Macau celebrates its historic connections with the annual Lusofonia Festival
The event, now in its 18th year, celebrates the cultures of Portugal’s former colonies around the world as well as that of the local community
Portugal once had a far-flung empire with "overseas provinces" in Africa, Asia and South America. It was the world's first truly global empire, spanning more than five centuries.
While Brazil was considered the jewel in the crown - by far the largest of Portugal's overseas possessions - it was also the first to gain independence. The South American giant split from Portugal on September 7, 1822.
Six years after its explorers discovered a sea route to India, Portugal established three bases in the Indian subcontinent: Goa, Daman (Damao) and Diu. While Portugal started losing control of these territories in the 1950s and ’60s, the country only officially recognised Indian authority following the military coup that led to the fall of Portugal's New State regime in the mid-1970s.
The same coup resulted in the decolonisation of Portuguese-speaking Africa. Angola, Cape Verde, Guinea-Bissau, Mozambique and São Tomé e Príncipe achieved independence shortly thereafter.
Portugal was hoping to grant independence to East Timor as well. Situated within the Indonesian archipelago, the tiny enclave was invaded by the Indonesian army on December 7, 1975, and a disastrous occupation ensued that resulted in the death of between 100,000 and 180,000 soldiers and civilians.
Up to one-third of the population is estimated to have been killed or starved to death during the occupation. The East Timorese voted for independence in a UN-sponsored election in 1999, but independence wasn’t actually achieved until 2002.
Despite the separations, the cultural, economic and political ties between Portugal and its former possessions have remained strong. Many people from Portugal and its old colonies have either settled in Macau or study or do business there.
In recognition of this, the city developed the Lusofonia Festival, an annual celebration of the cultures and gastronomies of these –countries, and the local Macanese community, who are considered “sons of the soil”. It is a popular event, drawing about 25,000 people last year.
According to Macau's Civic and Municipal Affairs Bureau (IACM), the purpose of the festival is threefold. First, it is designed to promote the cultures of the countries and regions where Portuguese is spoken, thereby enhancing contact, mutual influence and exchanges among them.
The second purpose is to pay tribute to the local Portuguese-speaking communities that decided to settle in Macau, helping to build the city and support its development. Finally, the event holds a place on the calendar of major cultural events in Macau, thereby promoting local tourism, urban entertainment, and spaces for recreation and leisure for the enjoyment of entire community.
The first Lusofonia Festival was held in 1998 on Portuguese National Day, which falls on June 10. In Portugal, June is considered to be festival season, with many celebrations held in cities and towns throughout the country. But the weather in Macau during that month is unpredictable - hot and humid, with frequent rainfall. So the city moved Lusofonia to autumn, when the weather is cooler, drier and more likely to cooperate.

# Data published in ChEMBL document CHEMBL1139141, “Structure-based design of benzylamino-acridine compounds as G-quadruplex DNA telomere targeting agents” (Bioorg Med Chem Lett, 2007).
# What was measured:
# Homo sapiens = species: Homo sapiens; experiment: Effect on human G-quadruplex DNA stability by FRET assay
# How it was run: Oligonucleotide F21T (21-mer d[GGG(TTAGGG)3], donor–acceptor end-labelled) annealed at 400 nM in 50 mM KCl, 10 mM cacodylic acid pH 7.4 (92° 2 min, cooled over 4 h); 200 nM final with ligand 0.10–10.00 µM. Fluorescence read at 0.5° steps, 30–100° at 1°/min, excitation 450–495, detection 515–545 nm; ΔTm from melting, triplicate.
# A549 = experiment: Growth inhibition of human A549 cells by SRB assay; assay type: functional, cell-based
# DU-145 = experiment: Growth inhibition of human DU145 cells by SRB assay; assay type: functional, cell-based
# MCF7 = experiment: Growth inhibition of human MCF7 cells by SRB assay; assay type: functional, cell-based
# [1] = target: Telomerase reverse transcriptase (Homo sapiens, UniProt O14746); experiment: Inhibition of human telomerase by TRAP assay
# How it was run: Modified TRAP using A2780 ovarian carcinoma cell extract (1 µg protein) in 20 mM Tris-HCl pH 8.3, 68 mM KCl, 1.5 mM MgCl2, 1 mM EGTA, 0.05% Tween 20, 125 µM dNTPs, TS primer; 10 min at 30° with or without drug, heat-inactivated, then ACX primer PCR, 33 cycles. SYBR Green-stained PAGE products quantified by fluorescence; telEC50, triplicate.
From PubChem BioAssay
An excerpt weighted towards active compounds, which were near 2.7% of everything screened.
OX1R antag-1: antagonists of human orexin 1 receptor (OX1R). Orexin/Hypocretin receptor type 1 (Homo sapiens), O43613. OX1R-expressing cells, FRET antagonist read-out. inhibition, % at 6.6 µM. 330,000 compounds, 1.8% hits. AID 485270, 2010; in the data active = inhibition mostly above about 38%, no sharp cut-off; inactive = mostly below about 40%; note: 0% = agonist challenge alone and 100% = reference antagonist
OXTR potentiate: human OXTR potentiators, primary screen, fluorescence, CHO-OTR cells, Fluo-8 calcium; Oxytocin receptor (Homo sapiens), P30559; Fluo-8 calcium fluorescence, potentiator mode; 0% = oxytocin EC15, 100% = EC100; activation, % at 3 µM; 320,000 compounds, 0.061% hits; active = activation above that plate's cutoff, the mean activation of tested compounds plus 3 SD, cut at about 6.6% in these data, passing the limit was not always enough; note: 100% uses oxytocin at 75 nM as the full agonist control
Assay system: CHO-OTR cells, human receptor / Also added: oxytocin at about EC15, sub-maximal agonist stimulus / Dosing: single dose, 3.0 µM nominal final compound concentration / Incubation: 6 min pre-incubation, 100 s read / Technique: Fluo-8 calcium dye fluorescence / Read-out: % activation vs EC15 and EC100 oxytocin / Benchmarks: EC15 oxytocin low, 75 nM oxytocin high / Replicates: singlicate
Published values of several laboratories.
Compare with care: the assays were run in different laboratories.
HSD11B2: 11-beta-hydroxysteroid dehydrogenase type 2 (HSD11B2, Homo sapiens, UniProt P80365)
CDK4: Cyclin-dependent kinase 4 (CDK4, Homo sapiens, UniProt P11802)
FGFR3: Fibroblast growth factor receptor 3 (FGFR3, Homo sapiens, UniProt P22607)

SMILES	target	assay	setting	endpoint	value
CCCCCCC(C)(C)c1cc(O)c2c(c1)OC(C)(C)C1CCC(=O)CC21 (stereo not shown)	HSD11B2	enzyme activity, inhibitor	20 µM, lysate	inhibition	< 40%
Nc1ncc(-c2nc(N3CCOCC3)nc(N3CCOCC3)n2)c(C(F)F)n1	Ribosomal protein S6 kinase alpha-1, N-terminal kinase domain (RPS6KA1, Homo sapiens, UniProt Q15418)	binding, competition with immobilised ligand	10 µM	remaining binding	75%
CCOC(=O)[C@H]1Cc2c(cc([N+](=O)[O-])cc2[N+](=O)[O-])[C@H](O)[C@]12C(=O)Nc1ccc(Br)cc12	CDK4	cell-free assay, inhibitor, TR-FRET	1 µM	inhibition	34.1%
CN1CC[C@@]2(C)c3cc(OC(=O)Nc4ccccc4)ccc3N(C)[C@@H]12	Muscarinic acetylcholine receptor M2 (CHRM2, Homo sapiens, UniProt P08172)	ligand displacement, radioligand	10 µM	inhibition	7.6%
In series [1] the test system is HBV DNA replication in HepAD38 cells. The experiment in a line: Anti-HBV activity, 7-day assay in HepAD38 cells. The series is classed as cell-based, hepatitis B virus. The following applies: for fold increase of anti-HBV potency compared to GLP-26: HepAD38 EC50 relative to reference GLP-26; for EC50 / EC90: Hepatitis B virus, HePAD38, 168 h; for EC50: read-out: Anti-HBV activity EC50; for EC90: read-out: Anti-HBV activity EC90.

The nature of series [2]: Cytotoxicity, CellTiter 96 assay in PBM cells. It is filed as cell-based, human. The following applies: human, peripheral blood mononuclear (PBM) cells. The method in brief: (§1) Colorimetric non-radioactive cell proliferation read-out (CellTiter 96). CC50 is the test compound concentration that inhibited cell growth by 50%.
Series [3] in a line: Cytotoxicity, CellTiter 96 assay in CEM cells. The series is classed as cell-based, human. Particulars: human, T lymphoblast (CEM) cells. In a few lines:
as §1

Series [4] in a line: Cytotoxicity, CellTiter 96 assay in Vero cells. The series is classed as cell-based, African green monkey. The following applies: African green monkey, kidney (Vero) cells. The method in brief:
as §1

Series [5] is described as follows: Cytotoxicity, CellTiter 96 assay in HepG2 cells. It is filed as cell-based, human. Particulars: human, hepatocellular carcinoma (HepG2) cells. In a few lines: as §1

The festival is held at Carmo Square, which is home to the Taipa House Museums, a collection of traditional Macanese-style homes which were built in 1921 to house Portuguese high-level civil servants and well-to-do local families. Each one of the houses has been beautifully renovated. Painted in pastel green with white trim and red tile roofs, three house museums, while two are reserved for other uses.
The Macanese House has been decorated in the style typical in the city in the early part of the last century, featuring sturdy dark-wood furniture, works of art and artifacts. The House of the Islands features an exhibition on the history, religious faith and culture of the Portuguese that settled on the islands of Taipa and Coloane, which were occupied by Portugal in 1847 and 1910, respectively.The House of the Regions of Portugal features a display of traditional Portuguese costumes from different parts of the country.
One of the two remaining houses serves as an exhibition gallery, which hosts various temporary exhibitions ranging from photography to paintings, ceramics and sculpture. The other house is used for official receptions and occasionally hosts cultural events and culinary festivals.
During Lusofonia, live entertainment is showcased at an outdoor amphitheatre situated near the houses on the waterfront, with musical and dance performances representing the Portuguese-speaking communities of Macau. At last year's event, local performers included “the Elvis of Macau”, the João Gomes and Ligação Group, the Band of the Portuguese School of Macau, and Tuna Macaense. There were also overseas performers from Brazil, Portugal, Portuguese-speaking Africa, the former Portuguese settlements in India, and East Timor.
Among the highlights of the festival each year are 10 booths representing Macau's Portuguese-speaking communities, featuring food, beverages and handicrafts. And not to be missed are the caipirinhas - a mixture of rum, sugar, and lime juice served over crushed ice - served at the Brazilian booth.
The 18th edition of the Lusofonia Festival will take place from October 23 to 25.